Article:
- Face mask - Most cities in the metro and in most parts of the world require everyone to wear a mask before stepping out of the house. Make sure you’re wearing one or have an extra one in your bag, just in case.
- A small bottle of 70% isopropyl alcohol - Although washing your hands is the best way to get rid of germs and viruses, rubbing alcohol can be a good temporary substitute to keep your hands clean.
- Alcohol or wet wipes - Using the cart or the basket from the grocery? Hundreds of people have touched their handles; make sure to wipe them down, first, before proceeding to shop.
- Reusable bags - If you use reusable shopping bags, make sure they are cleaned or washed before each use.
Once you have all of these prepared and ready, it’s time for you to head out and buy supplies.
Safety precautions you need to observe while shopping
5. Observe proper social distancing.
Since the Novel Coronavirus can be contracted from close person-to-person contact, the Center for Disease Control and Prevention (CDC) has suggested the practice of “social distancing” or also known as “physical distancing” to keep one another safe and healthy.
Social distancing is keeping the right amount of space (of at least one meter) between you and other people outside your home. This can be done when falling in line to enter the grocery or when paying at the cashier. Make sure to let people pass before entering a grocery aisle and be quick when getting the items you need.
6. Wipe the cart handles before and after you shop.
When using a shopping cart or a basket, wipe the cart or basket handles before use. You can also spray some rubbing alcohol to sanitize them.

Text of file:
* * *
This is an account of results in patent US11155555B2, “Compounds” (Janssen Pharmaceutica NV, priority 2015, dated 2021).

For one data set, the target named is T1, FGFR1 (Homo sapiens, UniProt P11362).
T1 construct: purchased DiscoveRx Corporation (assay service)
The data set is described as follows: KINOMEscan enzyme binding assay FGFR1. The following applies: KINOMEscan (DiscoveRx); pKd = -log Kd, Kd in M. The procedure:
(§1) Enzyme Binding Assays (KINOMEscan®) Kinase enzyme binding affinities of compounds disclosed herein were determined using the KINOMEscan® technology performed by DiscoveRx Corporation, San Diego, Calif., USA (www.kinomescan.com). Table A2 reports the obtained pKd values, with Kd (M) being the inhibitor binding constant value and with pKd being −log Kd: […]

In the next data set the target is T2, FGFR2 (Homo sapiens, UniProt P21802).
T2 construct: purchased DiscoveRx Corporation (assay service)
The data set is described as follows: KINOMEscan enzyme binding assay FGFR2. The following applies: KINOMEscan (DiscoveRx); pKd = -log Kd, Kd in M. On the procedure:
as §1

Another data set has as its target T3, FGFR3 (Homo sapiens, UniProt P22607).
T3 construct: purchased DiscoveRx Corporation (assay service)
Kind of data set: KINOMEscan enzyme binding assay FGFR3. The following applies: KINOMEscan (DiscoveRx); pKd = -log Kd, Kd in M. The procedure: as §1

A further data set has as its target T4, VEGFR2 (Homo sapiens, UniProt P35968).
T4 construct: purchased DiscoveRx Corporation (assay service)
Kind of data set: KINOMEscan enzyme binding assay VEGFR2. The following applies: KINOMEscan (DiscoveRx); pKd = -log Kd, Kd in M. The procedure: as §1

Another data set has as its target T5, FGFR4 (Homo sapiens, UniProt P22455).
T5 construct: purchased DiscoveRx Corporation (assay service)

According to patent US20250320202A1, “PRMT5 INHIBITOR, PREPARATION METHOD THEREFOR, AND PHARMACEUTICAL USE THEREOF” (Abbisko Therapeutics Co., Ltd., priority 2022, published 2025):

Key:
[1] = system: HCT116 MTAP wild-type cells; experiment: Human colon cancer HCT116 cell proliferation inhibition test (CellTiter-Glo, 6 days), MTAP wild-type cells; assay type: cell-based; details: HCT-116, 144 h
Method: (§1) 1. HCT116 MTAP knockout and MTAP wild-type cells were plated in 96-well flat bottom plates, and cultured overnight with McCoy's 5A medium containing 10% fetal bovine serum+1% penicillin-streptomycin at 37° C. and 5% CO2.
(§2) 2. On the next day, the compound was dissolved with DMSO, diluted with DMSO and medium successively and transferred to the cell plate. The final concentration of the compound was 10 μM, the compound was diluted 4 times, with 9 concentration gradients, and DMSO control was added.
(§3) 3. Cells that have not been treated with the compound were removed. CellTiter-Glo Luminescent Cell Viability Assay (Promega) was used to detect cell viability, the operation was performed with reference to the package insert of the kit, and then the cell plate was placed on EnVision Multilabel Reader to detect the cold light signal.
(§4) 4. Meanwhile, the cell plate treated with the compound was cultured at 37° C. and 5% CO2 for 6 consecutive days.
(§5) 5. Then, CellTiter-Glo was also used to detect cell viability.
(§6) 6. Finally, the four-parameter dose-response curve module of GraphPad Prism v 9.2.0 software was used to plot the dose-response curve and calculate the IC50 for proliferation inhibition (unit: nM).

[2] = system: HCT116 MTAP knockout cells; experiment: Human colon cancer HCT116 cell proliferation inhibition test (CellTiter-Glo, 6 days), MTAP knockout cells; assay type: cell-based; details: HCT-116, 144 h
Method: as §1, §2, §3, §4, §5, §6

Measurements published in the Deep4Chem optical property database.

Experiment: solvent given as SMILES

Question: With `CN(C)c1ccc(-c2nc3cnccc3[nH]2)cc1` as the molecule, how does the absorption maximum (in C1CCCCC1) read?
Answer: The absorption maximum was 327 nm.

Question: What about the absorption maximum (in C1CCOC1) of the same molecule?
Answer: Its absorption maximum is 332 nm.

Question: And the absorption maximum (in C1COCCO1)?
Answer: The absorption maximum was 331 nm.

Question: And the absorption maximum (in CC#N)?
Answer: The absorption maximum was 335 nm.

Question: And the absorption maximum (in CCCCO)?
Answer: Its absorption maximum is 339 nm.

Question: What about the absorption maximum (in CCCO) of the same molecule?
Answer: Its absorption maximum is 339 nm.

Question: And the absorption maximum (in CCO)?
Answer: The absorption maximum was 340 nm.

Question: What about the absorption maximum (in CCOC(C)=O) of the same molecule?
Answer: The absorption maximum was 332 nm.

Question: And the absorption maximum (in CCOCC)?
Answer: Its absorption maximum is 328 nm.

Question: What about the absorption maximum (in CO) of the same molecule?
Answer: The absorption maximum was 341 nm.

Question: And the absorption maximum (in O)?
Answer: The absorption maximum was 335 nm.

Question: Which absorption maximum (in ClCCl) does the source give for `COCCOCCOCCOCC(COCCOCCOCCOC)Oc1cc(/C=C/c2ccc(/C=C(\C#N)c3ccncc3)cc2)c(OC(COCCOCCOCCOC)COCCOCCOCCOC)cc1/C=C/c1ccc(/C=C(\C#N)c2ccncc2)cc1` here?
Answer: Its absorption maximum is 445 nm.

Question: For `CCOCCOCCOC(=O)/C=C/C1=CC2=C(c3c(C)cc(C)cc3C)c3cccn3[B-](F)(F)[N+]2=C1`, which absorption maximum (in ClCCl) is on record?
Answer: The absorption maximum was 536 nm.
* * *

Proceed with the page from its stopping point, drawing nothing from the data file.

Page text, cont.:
Use alcohol or wet wipes that have 60 to 70% alcohol. A higher alcohol content means that the product is more likely to evaporate before it has time to disinfect your hands adequately. Water in the disinfectant helps break down and dissolve bacteria proteins.
7. Avoid touching your face.
Is it your habit to touch your face or your hair? Perhaps it’s time to break the habit.
Don’t put your dirty hands near your face to avoid contamination. In the grocery, you’ll be touching carts, cans, and fresh food. Although there is no proven study that you can contract the virus through non-living things or food, it’s best to be cautious.
One precaution that some people are taking is wearing plastic gloves to cover their hands. According to the Washington Post, although gloves can help your hands be clean, the gloves can still become contaminated the same way your hands do. Gloves are not necessary, but washing or sanitizing your hands before and after entering the store is what's important.
8. Stick to your grocery list
Remember the grocery list you made? Stick to it as much as you can.
Once you’re in the grocery store, frequently check the list of items you need. It’s all right to buy some wants or splurge on some food items, but make sure you’ve bought your necessities, first, before anything else.
What to do after grocery shopping
9. Wash your hands.
After you've done your shopping and are back at home, the first thing you should do is wash your hands with soap and water.